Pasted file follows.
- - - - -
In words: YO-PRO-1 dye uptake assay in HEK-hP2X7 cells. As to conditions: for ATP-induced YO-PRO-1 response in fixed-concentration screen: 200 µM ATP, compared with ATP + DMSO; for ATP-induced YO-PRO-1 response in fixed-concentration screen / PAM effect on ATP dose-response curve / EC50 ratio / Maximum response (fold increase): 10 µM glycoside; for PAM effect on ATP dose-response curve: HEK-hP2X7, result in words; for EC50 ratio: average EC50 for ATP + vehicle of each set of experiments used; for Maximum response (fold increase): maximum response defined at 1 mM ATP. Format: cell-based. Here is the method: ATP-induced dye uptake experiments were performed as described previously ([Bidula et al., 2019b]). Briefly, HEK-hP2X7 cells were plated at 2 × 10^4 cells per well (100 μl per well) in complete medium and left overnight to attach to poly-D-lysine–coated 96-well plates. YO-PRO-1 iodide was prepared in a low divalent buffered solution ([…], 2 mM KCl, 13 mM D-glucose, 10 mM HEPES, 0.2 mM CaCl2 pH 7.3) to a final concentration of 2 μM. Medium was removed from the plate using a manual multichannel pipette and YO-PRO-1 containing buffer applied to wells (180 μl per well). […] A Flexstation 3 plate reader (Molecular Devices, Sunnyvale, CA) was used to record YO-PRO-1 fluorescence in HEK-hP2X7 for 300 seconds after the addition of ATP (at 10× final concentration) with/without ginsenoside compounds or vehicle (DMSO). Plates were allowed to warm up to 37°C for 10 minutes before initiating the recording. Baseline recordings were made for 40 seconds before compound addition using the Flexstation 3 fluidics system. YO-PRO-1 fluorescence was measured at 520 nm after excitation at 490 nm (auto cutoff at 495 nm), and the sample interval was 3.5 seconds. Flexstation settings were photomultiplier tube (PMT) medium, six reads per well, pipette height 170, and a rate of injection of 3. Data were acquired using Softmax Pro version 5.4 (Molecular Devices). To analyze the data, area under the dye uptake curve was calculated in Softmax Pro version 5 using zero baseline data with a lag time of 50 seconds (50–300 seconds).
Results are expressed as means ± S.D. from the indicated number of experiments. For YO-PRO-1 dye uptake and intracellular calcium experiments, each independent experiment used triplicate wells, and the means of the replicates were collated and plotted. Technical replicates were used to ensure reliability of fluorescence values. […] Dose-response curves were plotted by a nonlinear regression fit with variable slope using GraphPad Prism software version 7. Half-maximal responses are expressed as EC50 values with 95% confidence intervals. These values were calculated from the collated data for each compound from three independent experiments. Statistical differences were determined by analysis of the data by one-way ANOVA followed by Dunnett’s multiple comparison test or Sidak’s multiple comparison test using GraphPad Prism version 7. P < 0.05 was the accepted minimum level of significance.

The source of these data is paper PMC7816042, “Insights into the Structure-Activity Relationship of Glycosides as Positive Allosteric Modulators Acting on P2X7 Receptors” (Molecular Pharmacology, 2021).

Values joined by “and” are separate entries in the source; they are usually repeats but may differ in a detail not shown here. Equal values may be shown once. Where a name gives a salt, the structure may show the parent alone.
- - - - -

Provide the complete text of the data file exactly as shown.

In words: YO-PRO-1 dye uptake assay in HEK-hP2X7 cells. As to conditions: for ATP-induced YO-PRO-1 response in fixed-concentration screen: 200 µM ATP, compared with ATP + DMSO; for ATP-induced YO-PRO-1 response in fixed-concentration screen / PAM effect on ATP dose-response curve / EC50 ratio / Maximum response (fold increase): 10 µM glycoside; for PAM effect on ATP dose-response curve: HEK-hP2X7, result in words; for EC50 ratio: average EC50 for ATP + vehicle of each set of experiments used; for Maximum response (fold increase): maximum response defined at 1 mM ATP. Format: cell-based. Here is the method: ATP-induced dye uptake experiments were performed as described previously ([Bidula et al., 2019b]). Briefly, HEK-hP2X7 cells were plated at 2 × 10^4 cells per well (100 μl per well) in complete medium and left overnight to attach to poly-D-lysine–coated 96-well plates. YO-PRO-1 iodide was prepared in a low divalent buffered solution ([…], 2 mM KCl, 13 mM D-glucose, 10 mM HEPES, 0.2 mM CaCl2 pH 7.3) to a final concentration of 2 μM. Medium was removed from the plate using a manual multichannel pipette and YO-PRO-1 containing buffer applied to wells (180 μl per well). […] A Flexstation 3 plate reader (Molecular Devices, Sunnyvale, CA) was used to record YO-PRO-1 fluorescence in HEK-hP2X7 for 300 seconds after the addition of ATP (at 10× final concentration) with/without ginsenoside compounds or vehicle (DMSO). Plates were allowed to warm up to 37°C for 10 minutes before initiating the recording. Baseline recordings were made for 40 seconds before compound addition using the Flexstation 3 fluidics system. YO-PRO-1 fluorescence was measured at 520 nm after excitation at 490 nm (auto cutoff at 495 nm), and the sample interval was 3.5 seconds. Flexstation settings were photomultiplier tube (PMT) medium, six reads per well, pipette height 170, and a rate of injection of 3. Data were acquired using Softmax Pro version 5.4 (Molecular Devices). To analyze the data, area under the dye uptake curve was calculated in Softmax Pro version 5 using zero baseline data with a lag time of 50 seconds (50–300 seconds).
Results are expressed as means ± S.D. from the indicated number of experiments. For YO-PRO-1 dye uptake and intracellular calcium experiments, each independent experiment used triplicate wells, and the means of the replicates were collated and plotted. Technical replicates were used to ensure reliability of fluorescence values. […] Dose-response curves were plotted by a nonlinear regression fit with variable slope using GraphPad Prism software version 7. Half-maximal responses are expressed as EC50 values with 95% confidence intervals. These values were calculated from the collated data for each compound from three independent experiments. Statistical differences were determined by analysis of the data by one-way ANOVA followed by Dunnett’s multiple comparison test or Sidak’s multiple comparison test using GraphPad Prism version 7. P < 0.05 was the accepted minimum level of significance.

The source of these data is paper PMC7816042, “Insights into the Structure-Activity Relationship of Glycosides as Positive Allosteric Modulators Acting on P2X7 Receptors” (Molecular Pharmacology, 2021).

Values joined by “and” are separate entries in the source; they are usually repeats but may differ in a detail not shown here. Equal values may be shown once. Where a name gives a salt, the structure may show the parent alone.